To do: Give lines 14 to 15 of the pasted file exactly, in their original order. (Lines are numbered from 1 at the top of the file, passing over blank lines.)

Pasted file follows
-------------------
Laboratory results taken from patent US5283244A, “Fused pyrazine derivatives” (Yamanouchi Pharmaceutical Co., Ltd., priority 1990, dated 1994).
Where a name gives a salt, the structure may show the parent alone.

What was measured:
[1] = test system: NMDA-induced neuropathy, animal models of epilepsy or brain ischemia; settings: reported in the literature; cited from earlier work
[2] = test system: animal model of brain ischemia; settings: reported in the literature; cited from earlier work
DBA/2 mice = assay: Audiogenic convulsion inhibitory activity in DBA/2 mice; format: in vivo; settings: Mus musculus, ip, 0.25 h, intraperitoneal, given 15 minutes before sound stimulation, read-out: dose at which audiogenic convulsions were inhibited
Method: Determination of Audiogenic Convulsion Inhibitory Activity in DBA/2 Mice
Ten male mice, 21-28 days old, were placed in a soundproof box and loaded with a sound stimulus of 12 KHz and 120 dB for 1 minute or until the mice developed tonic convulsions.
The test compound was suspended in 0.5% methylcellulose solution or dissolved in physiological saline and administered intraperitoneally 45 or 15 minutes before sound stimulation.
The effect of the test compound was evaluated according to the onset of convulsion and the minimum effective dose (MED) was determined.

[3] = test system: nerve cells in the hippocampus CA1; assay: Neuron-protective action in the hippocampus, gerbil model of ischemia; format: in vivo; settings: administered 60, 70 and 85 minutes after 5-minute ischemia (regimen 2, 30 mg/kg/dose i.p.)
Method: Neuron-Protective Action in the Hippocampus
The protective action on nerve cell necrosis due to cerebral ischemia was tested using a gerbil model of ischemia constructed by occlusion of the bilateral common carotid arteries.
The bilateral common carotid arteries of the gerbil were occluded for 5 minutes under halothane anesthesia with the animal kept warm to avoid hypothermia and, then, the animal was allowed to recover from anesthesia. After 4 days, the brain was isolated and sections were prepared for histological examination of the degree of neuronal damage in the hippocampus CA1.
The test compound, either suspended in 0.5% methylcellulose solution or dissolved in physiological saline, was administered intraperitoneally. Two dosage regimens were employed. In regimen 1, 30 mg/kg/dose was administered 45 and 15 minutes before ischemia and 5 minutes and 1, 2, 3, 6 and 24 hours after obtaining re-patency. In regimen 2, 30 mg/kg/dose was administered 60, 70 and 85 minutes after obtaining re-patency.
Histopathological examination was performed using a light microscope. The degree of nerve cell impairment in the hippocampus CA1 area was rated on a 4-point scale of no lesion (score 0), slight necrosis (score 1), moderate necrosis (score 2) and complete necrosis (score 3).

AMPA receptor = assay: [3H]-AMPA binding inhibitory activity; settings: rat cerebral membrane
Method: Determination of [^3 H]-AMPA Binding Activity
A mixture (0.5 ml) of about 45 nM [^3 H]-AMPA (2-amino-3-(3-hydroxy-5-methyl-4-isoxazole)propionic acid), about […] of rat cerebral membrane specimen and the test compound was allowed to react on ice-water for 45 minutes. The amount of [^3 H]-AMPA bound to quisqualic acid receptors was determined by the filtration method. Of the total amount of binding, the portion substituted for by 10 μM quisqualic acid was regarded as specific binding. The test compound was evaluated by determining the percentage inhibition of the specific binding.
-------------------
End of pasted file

The bilateral common carotid arteries of the gerbil were occluded for 5 minutes under halothane anesthesia with the animal kept warm to avoid hypothermia and, then, the animal was allowed to recover from anesthesia. After 4 days, the brain was isolated and sections were prepared for histological examination of the degree of neuronal damage in the hippocampus CA1.
The test compound, either suspended in 0.5% methylcellulose solution or dissolved in physiological saline, was administered intraperitoneally. Two dosage regimens were employed. In regimen 1, 30 mg/kg/dose was administered 45 and 15 minutes before ischemia and 5 minutes and 1, 2, 3, 6 and 24 hours after obtaining re-patency. In regimen 2, 30 mg/kg/dose was administered 60, 70 and 85 minutes after obtaining re-patency.